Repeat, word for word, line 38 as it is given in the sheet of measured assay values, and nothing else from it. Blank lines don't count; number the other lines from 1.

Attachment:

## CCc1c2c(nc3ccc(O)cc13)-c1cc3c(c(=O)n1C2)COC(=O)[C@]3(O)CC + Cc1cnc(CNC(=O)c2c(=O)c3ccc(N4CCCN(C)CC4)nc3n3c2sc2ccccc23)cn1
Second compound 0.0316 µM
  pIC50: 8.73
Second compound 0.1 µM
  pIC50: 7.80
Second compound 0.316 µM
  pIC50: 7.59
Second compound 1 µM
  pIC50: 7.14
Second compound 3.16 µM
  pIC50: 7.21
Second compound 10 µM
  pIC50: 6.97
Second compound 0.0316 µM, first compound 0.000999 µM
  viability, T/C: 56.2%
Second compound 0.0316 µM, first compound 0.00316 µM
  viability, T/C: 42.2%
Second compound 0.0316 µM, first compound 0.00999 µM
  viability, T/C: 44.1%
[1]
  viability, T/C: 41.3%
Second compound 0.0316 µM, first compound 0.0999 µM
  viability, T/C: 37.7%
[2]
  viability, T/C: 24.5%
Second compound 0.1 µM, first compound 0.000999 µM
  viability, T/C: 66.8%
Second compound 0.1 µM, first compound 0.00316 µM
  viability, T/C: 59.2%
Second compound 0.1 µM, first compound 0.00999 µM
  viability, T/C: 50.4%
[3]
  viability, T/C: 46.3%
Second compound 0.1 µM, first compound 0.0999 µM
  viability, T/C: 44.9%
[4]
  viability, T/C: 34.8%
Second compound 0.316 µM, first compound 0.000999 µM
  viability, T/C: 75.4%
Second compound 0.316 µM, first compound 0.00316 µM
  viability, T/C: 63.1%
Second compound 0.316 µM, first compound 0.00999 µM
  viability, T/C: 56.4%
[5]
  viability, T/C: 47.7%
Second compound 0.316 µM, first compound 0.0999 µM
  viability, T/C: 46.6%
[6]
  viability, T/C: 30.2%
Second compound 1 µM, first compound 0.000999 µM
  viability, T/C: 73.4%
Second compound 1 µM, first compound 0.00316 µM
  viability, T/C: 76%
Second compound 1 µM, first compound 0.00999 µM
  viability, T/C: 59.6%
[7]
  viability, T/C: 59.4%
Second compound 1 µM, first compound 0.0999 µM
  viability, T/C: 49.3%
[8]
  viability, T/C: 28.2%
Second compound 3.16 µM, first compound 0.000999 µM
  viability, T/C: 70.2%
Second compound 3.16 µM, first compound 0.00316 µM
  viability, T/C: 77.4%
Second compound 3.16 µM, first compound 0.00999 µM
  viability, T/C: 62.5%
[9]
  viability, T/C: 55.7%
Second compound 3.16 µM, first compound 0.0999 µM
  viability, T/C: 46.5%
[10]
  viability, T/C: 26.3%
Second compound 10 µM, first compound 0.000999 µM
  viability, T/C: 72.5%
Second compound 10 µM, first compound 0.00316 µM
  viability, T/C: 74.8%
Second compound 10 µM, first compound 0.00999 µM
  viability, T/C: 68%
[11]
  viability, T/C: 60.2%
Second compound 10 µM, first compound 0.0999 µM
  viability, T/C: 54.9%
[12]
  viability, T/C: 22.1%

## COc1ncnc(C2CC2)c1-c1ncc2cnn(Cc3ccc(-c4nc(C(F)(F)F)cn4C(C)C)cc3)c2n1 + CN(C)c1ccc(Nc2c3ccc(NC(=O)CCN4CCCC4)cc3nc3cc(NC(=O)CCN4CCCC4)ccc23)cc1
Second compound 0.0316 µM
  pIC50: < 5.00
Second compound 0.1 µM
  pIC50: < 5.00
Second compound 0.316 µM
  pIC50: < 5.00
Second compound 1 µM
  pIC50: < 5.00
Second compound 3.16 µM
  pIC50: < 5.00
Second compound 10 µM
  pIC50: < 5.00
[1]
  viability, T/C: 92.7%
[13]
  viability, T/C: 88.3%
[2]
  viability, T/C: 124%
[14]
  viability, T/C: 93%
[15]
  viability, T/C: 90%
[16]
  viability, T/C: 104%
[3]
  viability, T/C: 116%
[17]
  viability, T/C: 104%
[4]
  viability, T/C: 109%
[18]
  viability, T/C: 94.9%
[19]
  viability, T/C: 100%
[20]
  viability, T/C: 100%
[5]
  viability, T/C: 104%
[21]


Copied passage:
Second compound 0.316 µM, first compound 0.000999 µM